Get ready to be sick. An Iowa family had to temporarily relocate when they discovered the basement of their home had been flooded with five inches of animal blood and tissue. The Lestina family’s house neighbors a meat storage facility, where blood, fat, and other viscera from slaughtered animals are routinely washed down the drain. Apparently, some sort of pipe blockage or breakage caused the waste to be forced through the Lestina’s basement drain.
While this story might seem like a one-off horrific event, the truth is that animal waste from factory farms is actually a serious problem that affects many communities.
Because animals exploited for food are bred and killed by the billions each year, the waste produced by these animals (feces, urine, blood, etc.) dwarfs that of the human population. Some might recall this shocking photo that went viral in 2013.
British photographer Mishka Henner was taking aerial photography of oil fields in Texas when he came across this waste lagoon near a cattle feedlot. The disturbing photograph forced people to come face to face with one of the sickening realities of modern farming – all that shit, piss, and blood.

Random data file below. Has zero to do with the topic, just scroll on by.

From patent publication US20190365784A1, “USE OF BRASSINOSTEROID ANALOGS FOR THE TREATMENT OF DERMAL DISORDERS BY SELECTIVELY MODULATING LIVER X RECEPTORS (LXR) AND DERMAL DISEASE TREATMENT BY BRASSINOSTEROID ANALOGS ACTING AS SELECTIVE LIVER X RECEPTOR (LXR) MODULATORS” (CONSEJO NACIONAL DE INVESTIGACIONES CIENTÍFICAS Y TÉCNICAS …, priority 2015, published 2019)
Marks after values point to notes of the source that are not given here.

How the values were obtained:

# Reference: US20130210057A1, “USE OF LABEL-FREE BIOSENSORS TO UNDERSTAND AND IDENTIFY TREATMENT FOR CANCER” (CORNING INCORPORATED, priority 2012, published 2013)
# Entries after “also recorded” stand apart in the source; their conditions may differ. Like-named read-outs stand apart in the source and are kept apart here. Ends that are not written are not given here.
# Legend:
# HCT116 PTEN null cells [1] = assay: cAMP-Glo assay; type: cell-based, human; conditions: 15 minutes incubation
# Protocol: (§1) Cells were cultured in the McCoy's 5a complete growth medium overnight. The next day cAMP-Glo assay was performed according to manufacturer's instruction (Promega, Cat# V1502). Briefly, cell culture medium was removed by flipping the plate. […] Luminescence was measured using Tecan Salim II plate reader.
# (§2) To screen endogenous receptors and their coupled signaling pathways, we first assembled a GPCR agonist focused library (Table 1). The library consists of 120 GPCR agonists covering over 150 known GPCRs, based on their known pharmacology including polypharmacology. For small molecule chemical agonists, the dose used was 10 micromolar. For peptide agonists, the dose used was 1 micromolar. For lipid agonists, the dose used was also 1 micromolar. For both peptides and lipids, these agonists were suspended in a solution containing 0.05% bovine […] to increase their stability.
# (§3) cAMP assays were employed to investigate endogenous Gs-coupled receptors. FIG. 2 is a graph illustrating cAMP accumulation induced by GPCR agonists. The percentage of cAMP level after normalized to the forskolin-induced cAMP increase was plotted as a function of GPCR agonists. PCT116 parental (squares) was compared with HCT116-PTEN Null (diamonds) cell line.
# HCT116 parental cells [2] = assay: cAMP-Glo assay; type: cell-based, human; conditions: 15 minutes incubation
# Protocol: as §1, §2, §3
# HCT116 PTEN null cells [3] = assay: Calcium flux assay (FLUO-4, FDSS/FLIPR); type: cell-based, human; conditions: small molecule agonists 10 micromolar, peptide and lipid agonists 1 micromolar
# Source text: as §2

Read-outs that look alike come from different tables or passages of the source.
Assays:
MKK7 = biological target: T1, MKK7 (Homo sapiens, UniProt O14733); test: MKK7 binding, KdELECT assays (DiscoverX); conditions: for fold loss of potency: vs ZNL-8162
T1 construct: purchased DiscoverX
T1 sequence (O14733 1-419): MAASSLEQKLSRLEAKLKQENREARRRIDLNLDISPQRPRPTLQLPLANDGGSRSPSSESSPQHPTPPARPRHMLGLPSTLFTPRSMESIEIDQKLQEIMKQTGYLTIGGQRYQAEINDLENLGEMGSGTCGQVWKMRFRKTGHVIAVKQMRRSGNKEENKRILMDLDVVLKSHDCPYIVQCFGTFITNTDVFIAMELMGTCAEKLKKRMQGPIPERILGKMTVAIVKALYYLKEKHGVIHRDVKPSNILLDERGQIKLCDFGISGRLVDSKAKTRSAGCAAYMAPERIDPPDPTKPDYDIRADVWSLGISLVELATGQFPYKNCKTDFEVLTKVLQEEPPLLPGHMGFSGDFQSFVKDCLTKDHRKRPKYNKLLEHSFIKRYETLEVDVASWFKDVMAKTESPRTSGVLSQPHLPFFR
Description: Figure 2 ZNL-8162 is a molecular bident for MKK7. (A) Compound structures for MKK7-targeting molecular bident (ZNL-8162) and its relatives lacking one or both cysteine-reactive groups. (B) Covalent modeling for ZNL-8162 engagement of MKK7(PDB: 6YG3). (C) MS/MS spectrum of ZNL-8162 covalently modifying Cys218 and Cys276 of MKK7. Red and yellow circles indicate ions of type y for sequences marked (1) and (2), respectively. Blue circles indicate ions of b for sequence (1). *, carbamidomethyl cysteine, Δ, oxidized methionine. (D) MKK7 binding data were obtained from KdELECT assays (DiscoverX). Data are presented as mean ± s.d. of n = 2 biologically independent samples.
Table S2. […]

The fact is that raising thousands or millions of animals on one industrial farm necessitates waste lagoons the size of football fields. These massive shit holes (literally) pollute local communities and public waterways, creating a health and environmental catastrophe.
Take this story from few years ago, where a factory farm in North Carolina that produced more than 15,000 Olympic pools worth of waste was caught misting it into the air, causing respiratory issues and an unbearable stench for nearby residents. Or how about this one from Illinois, where a hog factory farm leaked more than 200,000 gallons of waste into a creek and killed tens of thousands of fish. These accounts are not uncommon – just ask anyone who lives near a factory farm.
Even the CDC has warned the public about this issue, reporting that waste from factory farms can leak chemical, bacterial, and viral compounds into soil and water that may affect the health of people living in close proximity.
Additionally, the CDC has reported on the disastrous result of factory farm waste ending up in rivers and streams which can contaminate drinking water and wreak havoc on fish populations.
So, while the story of the Lestina’s basement may seem like an outlier, the problem caused by animal waste from America’s meat, dairy, and egg addiction is actually quite widespread and dire.